On January 8, 2018, U.S. Secretary of Agriculture Sonny Perdue presented to President Donald Trump the findings of the Interagency Task Force on Agriculture and Rural Prosperity.  The Task Force was established in 2017 following an Executive Order by President Trump to ensure the informed exercise of regulatory authority that impacts agriculture and rural communities.  According to the report, over 100 actions organized around five key topic areas, specifically e-connectivity, quality of life, rural workforce, innovation and technology, and economic development, were identified.
 
Of the recommendations related to economic development, the Task Force identified regaining American energy dominance as a key objective.  The report states that “[‌b]oosting production of all sources of energy from natural gas, oil, coal, nuclear, and renewables is essential to America’s national security interest and rural America’s economy.  The federal government must ensure a regulatory environment which can unleash this potential while keeping Americans safe and healthy.”

Regarding innovation and technology, the report recognizes biotechnology as “another area of U.S. leadership, being a sector that has driven innovation in fuels, chemicals, manufacturing, and agriculture.”  The Task Force recommended that:

  • The U.S. Department of State, the U.S. Department of Agriculture (USDA), and other relevant agencies develop a communications strategy to increase acceptance of biotech products; and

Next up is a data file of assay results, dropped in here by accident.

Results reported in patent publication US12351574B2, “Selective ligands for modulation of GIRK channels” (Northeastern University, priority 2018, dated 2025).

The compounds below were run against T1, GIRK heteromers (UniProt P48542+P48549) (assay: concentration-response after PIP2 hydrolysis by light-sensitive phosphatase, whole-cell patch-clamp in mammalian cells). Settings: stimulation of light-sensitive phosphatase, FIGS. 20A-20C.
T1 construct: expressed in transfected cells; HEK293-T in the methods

• The federal government continue efforts to modernize the federal regulatory system for biotechnology products, particularly by:
    • Coordinating the federal regulation of biotechnology products;
    • Coordinating interagency action through the Office of Science and Technology Policy; and
    • Expediting the commercialization of biotechnology products.
​​The full report is available on the USDA website.

 

By Lauren M. Graham, Ph.D.

On January 4, 2018, the International Trade Administration (ITA) issued in the Federal Register a notice of the countervailing duty (CVD) orders on biodiesel from Argentina and Indonesia based on the affirmative final determinations by the Department of Commerce (DOC) and the International Trade Commission (ITC).  As reported in the Biobased and Renewable Products Advocacy Group (BRAG®) blog post ITC Issues Final Determinations On Biodiesel From Argentina And Indonesia, after DOC issued its final affirmative determination on November 16, 2017, ITC filed its final determination on December 21, 2017, stating that an industry in the United States is materially injured by subsidized imports of biodiesel from Argentina and Indonesia.  According to the notice, unliquidated entries of biodiesel from Argentina and Indonesia, entered or withdrawn from a warehouse for consumption on or after August 28, 2017, are subject to the assessment of CVD.  DOC will direct U.S. Customs and Border Protection (CBP) to assess the CVD for the subject merchandise equal to the net countervailable subsidy rates established in the notice.


 

By Kathleen M. Roberts

On December 28, 2017, the U.S. International Trade Commission (ITC) issued in the Federal Register a notice regarding its final determination on the antidumping (AD) and countervailing duty (CVD) investigations of biodiesel imports from Argentina and Indonesia.  Pursuant to the Tariff Act of 1930, ITC determined that an industry in the United States is materially injured by reason of imports of biodiesel from Argentina and Indonesia, which have been found by the Department of Commerce (DOC) to be subsidized by the governments of Argentina and Indonesia.  ITC completed and filed its determinations on December 21, 2017, after holding a hearing on November 9, 2017, in which all interested parties were permitted to appear.  The views of ITC will be published in USITC Publication 4748 (December 2017), entitled Biodiesel from Argentina and Indonesia: Investigation Nos. 701-TA-571-572, which will be available on the ITC website shortly.

Tags: ITC